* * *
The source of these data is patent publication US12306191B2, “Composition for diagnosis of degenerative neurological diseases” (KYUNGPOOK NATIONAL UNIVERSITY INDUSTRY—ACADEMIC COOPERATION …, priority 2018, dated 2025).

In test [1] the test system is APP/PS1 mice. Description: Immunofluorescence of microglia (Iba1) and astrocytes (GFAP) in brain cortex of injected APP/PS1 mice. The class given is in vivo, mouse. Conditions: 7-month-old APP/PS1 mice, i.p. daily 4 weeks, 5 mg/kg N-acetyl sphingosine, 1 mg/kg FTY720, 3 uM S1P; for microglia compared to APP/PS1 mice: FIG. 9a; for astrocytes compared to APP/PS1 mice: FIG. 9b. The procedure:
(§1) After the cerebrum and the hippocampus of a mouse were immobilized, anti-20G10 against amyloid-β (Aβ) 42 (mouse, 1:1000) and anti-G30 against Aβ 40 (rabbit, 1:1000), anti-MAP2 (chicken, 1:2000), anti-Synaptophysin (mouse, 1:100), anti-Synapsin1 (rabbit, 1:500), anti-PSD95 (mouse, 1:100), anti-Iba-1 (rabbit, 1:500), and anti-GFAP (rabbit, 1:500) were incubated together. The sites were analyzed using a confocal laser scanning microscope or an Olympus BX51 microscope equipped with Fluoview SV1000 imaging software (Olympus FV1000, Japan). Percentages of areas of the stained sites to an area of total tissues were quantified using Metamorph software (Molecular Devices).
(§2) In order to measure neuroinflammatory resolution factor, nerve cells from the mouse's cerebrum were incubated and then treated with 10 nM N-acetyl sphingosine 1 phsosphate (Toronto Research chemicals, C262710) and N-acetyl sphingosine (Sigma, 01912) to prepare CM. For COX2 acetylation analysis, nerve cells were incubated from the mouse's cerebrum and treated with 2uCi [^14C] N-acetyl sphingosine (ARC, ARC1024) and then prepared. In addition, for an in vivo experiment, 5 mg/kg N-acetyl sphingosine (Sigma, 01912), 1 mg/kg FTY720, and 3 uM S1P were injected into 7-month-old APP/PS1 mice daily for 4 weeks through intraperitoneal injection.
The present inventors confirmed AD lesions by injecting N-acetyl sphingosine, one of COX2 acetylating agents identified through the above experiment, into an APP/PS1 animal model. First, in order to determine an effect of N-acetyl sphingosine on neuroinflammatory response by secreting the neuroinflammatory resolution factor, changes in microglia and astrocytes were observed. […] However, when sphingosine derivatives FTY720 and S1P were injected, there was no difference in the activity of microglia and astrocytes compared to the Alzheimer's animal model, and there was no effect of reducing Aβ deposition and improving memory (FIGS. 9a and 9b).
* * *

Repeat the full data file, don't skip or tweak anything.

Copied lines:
The source of these data is patent publication US12306191B2, “Composition for diagnosis of degenerative neurological diseases” (KYUNGPOOK NATIONAL UNIVERSITY INDUSTRY—ACADEMIC COOPERATION …, priority 2018, dated 2025).

In test [1] the test system is APP/PS1 mice. Description: Immunofluorescence of microglia (Iba1) and astrocytes (GFAP) in brain cortex of injected APP/PS1 mice. The class given is in vivo, mouse. Conditions: 7-month-old APP/PS1 mice, i.p. daily 4 weeks, 5 mg/kg N-acetyl sphingosine, 1 mg/kg FTY720, 3 uM S1P; for microglia compared to APP/PS1 mice: FIG. 9a; for astrocytes compared to APP/PS1 mice: FIG. 9b. The procedure:
(§1) After the cerebrum and the hippocampus of a mouse were immobilized, anti-20G10 against amyloid-β (Aβ) 42 (mouse, 1:1000) and anti-G30 against Aβ 40 (rabbit, 1:1000), anti-MAP2 (chicken, 1:2000), anti-Synaptophysin (mouse, 1:100), anti-Synapsin1 (rabbit, 1:500), anti-PSD95 (mouse, 1:100), anti-Iba-1 (rabbit, 1:500), and anti-GFAP (rabbit, 1:500) were incubated together. The sites were analyzed using a confocal laser scanning microscope or an Olympus BX51 microscope equipped with Fluoview SV1000 imaging software (Olympus FV1000, Japan). Percentages of areas of the stained sites to an area of total tissues were quantified using Metamorph software (Molecular Devices).
(§2) In order to measure neuroinflammatory resolution factor, nerve cells from the mouse's cerebrum were incubated and then treated with 10 nM N-acetyl sphingosine 1 phsosphate (Toronto Research chemicals, C262710) and N-acetyl sphingosine (Sigma, 01912) to prepare CM. For COX2 acetylation analysis, nerve cells were incubated from the mouse's cerebrum and treated with 2uCi [^14C] N-acetyl sphingosine (ARC, ARC1024) and then prepared. In addition, for an in vivo experiment, 5 mg/kg N-acetyl sphingosine (Sigma, 01912), 1 mg/kg FTY720, and 3 uM S1P were injected into 7-month-old APP/PS1 mice daily for 4 weeks through intraperitoneal injection.
The present inventors confirmed AD lesions by injecting N-acetyl sphingosine, one of COX2 acetylating agents identified through the above experiment, into an APP/PS1 animal model. First, in order to determine an effect of N-acetyl sphingosine on neuroinflammatory response by secreting the neuroinflammatory resolution factor, changes in microglia and astrocytes were observed. […] However, when sphingosine derivatives FTY720 and S1P were injected, there was no difference in the activity of microglia and astrocytes compared to the Alzheimer's animal model, and there was no effect of reducing Aβ deposition and improving memory (FIGS. 9a and 9b).